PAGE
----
The rise and fall of the Venetian empire stands unrivaled for drama, intrigue, and sheer opulent majesty. In City of Fortune, Roger Crowley, acclaimed historian and New York Times bestselling author of Empires of the Sea, applies his narrative skill to chronicling the astounding five-hundred-year voyage of Venice to the pinnacle of power. Tracing the full arc of the Venetian imperial saga for the first time, City of Fortune is framed around two of the great collisions of world history: The ill-fated Fourth Crusade, which culminated in the sacking of Constantinople and the carve-up of the Byzantine Empire in 1204, and the Ottoman-Venetian War of 1499–1503, which saw the Ottoman Turks supplant the Venetians as the preeminent naval power in the Mediterranean. In between were three centuries of Venetian maritime dominance—years of plunder and plague, conquest and piracy—during which a tiny city of “lagoon dwellers” grew into the richest place on earth.
Drawing on firsthand accounts of pitched sea battles, skillful negotiations, and diplomatic maneuvers, Crowley paints a vivid picture of this avaricious, enterprising people and the bountiful lands that came under their dominion. Defiant of emperors, indifferent to popes, the Venetians saw themselves as reluctant freebooters, compelled to take to the open seas “because we cannot live otherwise and know not how except by trade.” From the opening of the spice routes to the clash between Christianity and Islam, Venice played a leading role in the defining conflicts of its time—the reverberations of which are still being felt today. Only an author with Roger Crowley’s deep knowledge of post-Crusade history could put these iconic events into their proper context. Epic in scope, magisterial in its understanding of the period, City of Fortune is narrative history at its most engrossing.
©2011 Roger Crowley (P)2013 Recorded Books
Near the top of my list, City of Fortune enabled me to understand the rise and fall of the Venetian empire and its interaction with the Byzantines, Rome, Genoa, and the Turks.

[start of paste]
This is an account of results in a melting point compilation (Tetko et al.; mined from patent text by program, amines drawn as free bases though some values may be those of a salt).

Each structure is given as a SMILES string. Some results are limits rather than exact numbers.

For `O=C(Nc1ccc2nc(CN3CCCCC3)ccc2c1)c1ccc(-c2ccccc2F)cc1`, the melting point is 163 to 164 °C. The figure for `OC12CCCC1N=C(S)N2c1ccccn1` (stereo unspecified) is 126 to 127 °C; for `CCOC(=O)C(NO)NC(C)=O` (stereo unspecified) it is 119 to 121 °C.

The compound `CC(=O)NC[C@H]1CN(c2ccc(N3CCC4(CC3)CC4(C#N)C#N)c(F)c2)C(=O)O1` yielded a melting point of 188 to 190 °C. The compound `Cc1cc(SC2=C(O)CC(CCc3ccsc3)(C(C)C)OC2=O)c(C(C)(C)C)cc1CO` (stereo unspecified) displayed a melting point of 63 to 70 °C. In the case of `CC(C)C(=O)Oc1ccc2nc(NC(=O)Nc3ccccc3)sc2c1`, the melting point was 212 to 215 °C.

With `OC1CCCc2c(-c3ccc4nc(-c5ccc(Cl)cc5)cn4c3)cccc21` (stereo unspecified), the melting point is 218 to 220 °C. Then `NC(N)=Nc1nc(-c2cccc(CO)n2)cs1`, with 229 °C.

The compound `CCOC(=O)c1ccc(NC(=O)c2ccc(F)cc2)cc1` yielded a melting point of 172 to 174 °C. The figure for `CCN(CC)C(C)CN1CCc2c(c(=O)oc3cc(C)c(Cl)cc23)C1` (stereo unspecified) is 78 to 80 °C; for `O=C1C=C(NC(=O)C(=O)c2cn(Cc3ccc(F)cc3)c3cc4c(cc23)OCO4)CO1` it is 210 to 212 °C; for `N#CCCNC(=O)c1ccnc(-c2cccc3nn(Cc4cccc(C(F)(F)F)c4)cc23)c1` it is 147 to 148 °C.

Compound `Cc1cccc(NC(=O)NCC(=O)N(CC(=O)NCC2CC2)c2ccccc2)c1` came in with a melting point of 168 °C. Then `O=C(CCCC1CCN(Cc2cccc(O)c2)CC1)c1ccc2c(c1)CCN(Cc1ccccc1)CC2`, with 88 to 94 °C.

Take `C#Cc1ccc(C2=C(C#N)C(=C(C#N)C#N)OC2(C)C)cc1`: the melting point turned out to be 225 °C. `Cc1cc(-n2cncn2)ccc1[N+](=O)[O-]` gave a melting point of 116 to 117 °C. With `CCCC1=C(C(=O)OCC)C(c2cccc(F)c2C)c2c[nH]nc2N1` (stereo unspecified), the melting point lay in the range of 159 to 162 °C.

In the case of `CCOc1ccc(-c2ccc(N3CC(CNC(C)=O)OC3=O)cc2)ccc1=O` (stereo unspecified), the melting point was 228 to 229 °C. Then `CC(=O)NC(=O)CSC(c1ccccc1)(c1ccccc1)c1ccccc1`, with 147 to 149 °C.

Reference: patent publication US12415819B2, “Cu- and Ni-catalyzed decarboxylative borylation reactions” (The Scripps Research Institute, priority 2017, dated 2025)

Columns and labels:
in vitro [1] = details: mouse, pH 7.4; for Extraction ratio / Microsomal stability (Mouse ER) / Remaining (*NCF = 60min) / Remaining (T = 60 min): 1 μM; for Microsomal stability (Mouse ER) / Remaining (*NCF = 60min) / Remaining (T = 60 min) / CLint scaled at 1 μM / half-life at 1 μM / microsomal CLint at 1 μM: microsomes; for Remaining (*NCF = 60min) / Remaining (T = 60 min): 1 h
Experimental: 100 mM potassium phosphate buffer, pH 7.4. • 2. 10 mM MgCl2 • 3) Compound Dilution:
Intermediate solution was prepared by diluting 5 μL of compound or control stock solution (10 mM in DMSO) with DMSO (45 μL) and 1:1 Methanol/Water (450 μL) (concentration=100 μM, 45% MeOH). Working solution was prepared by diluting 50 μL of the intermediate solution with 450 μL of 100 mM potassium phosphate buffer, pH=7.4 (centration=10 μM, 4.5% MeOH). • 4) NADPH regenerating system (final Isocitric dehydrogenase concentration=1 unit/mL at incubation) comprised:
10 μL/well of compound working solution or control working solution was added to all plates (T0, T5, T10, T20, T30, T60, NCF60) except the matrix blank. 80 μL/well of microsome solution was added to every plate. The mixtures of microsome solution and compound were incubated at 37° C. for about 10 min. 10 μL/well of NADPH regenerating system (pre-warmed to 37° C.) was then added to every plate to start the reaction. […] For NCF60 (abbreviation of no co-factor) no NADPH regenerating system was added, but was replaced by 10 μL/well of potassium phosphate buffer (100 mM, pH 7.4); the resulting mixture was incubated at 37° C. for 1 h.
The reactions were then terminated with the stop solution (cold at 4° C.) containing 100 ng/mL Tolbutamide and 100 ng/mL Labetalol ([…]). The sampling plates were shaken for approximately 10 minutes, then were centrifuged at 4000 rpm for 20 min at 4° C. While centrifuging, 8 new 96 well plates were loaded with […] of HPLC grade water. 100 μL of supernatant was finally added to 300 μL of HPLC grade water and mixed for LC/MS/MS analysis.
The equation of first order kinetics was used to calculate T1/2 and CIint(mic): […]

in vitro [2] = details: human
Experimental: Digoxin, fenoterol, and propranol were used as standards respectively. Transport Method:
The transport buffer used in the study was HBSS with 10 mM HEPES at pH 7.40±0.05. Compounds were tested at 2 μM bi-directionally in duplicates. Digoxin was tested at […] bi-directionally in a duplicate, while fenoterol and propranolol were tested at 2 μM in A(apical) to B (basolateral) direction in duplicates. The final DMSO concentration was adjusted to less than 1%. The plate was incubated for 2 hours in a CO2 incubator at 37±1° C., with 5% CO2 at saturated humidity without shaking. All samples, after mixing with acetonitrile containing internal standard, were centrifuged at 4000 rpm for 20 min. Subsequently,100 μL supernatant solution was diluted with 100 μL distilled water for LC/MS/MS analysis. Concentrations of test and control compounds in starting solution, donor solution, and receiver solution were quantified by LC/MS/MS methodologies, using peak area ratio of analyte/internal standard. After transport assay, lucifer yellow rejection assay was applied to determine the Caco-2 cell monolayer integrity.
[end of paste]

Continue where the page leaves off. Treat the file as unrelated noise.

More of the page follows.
The Iliad. It is a story of heroes and their follies.
I have not, but he is a spectacular narrator.
The moment when Enrico Dandolo, the old blind doge, outwits the Turks and takes Constantinople.
I love history and enjoy reading different books about the past. I like to joke that I have read many books about the outcome at Gettysburg, but no matter how many I read the outcome remains the same! I do find it interesting and fascinating to get different takes and outlooks on the same events.
The story is beautifully crafted and the narrator did a splendid job of presenting the story of how Venice became such an important city-state.
I would compare it to stories about other great city-states, such as the ancient Greek cities of Athens and Sparta. Each of these cities had developed a personality and skill set that, while not exclusively their own, was the pinnacle of each city's success.
He can speak Italian beautifully and presents the story in a brilliant fashion. Bravo!
It really was. I found it informative, fascinating, and extremely well presented.
If the reader has any interest in European History during the five hundred years between 1000 and 1500, this is a wonderful main avenue to take a gondola ride upon.
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